Prokaryotic community in Pleistocene ice wedges of Mammoth Mountain

  • Andrey RakitinEmail author
  • Aleksey Beletsky
  • Andrey Mardanov
  • Natalya Surgucheva
  • Vladimir Sorokin
  • Mariya Cherbunina
  • Anatoli Brouchkov
  • Andrey Mulyukin
  • Svetlana Filippova
Original Paper


Ice wedges differ from other types of surface and underground glacial bodies and are widely spread in perennially frozen sub-Arctic regions, but the bacterial and archaeal diversity in these permafrost features remains poorly studied. Here, we compared the prokaryotic community composition in the active layer and ancient, 13–19 kyr BP and ~ 40 kyr BP, ice wedge horizons from the same exposure profile of the Mammoth Mountain, using pyrosequencing 16S rRNA gene. The most abundant OTUs in the active layer were affiliated with Acidobacteria (31.81%) followed by Actinobacteria (18.29%), Proteobacteria (18.14%), Gemmatimonadetes (7.3%), Parcubacteria (7.13%) and Bacteroidetes (6.49%). The prokaryotic community in 13–19 kyr BP ice wedge differed at the phylum level by the predominance of Actinobacteria (29.15%) over Acidobacteria (19.52%), Proteobacteria (18.45%), Verrumicrobia (5.88%), Firmicutes (2.98%) and Gemmatimonadetes (2.87%). In contrast, the oldest (~ 40 kyr BP) ice wedge prokaryotic community was rather poor, and only three phyla Firmicutes (54.48%), Proteobacteria (31.42%) and Bacteroidetes (7.92%) constituted the major fraction of reads. Archaeal sequences contributed with no more than 0.6% to total reads in all studied samples. Apparently, the Mammoth Mountain exposure profile harbors insular microbial communities with specific structure that reflects the stratigraphy, properties and age.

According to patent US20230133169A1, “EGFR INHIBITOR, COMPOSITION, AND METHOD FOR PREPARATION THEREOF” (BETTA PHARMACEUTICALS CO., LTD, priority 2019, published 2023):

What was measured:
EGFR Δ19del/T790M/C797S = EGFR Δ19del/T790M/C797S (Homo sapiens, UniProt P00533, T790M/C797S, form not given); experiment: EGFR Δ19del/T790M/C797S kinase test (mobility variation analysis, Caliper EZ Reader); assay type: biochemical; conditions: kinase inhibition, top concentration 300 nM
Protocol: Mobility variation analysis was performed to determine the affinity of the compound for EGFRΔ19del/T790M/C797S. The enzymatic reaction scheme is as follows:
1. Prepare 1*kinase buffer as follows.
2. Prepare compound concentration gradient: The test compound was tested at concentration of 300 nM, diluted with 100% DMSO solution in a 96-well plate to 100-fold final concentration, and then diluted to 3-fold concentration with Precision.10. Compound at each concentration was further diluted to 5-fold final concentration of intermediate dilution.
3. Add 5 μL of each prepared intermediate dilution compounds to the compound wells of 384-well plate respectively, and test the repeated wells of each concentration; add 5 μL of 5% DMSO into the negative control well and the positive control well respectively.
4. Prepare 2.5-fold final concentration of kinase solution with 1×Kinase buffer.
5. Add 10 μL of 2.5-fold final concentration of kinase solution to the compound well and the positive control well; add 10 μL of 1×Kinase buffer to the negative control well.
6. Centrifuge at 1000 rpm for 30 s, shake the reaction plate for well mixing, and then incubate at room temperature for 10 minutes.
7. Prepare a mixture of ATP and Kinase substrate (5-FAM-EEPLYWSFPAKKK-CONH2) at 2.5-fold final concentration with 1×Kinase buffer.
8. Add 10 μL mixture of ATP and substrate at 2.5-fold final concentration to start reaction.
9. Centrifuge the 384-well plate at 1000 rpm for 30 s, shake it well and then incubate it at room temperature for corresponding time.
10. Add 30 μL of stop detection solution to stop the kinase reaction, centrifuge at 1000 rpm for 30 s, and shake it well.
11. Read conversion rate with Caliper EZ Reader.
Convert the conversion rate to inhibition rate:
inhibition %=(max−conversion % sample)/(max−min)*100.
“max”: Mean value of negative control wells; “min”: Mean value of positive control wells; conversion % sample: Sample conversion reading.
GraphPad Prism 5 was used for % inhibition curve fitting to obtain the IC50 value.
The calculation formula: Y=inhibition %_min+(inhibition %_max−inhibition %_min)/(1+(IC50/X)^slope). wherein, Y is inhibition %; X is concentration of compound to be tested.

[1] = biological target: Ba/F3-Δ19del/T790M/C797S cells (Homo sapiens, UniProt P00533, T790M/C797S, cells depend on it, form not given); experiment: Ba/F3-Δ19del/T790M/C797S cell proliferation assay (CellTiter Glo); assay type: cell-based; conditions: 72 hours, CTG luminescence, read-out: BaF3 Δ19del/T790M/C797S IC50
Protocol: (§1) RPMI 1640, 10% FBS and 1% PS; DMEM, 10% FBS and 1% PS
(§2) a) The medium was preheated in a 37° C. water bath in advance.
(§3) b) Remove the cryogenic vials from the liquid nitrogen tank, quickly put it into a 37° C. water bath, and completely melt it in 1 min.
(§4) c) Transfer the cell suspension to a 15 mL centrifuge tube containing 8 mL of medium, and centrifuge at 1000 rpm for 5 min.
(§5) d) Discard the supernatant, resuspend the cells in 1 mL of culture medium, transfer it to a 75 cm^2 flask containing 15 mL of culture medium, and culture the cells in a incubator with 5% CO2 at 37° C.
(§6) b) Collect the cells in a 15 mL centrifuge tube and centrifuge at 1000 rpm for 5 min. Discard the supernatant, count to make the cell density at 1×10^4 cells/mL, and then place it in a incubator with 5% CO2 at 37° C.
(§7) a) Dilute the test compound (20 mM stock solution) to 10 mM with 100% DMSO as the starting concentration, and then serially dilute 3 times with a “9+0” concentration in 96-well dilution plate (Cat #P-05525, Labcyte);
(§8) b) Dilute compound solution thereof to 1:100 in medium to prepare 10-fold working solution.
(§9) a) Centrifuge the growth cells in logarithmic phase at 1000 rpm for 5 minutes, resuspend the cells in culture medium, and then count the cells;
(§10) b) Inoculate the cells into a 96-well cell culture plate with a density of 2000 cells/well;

Microbial community Pyrosequencing Ice wedge Permafrost Mammoth mountain 



This study was supported by funding from the Russian Federation Ministry of Higher Education within the State assignment to Research Center of Biotechnology of the Russian Academy of Sciences.

Supplementary material

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Copyright information

© Springer Japan KK, part of Springer Nature 2019

Authors and Affiliations

  • Andrey Rakitin
    • 1
    Email author
  • Aleksey Beletsky
    • 1
  • Andrey Mardanov
    • 1
  • Natalya Surgucheva
    • 2
  • Vladimir Sorokin
    • 2
  • Mariya Cherbunina
    • 3
  • Anatoli Brouchkov
    • 3
    • 4
  • Andrey Mulyukin
    • 2
  • Svetlana Filippova
    • 2
  1. 1.Institute of Bioengineering, Research Center of BiotechnologyRussian Academy of SciencesMoscowRussia
  2. 2.Winogradsky Institute of Microbiology, Research Center of BiotechnologyRussian Academy of SciencesMoscowRussia
  3. 3.Moscow State UniversityMoscowRussia
  4. 4.Tyumen State UniversityTyumenRussia

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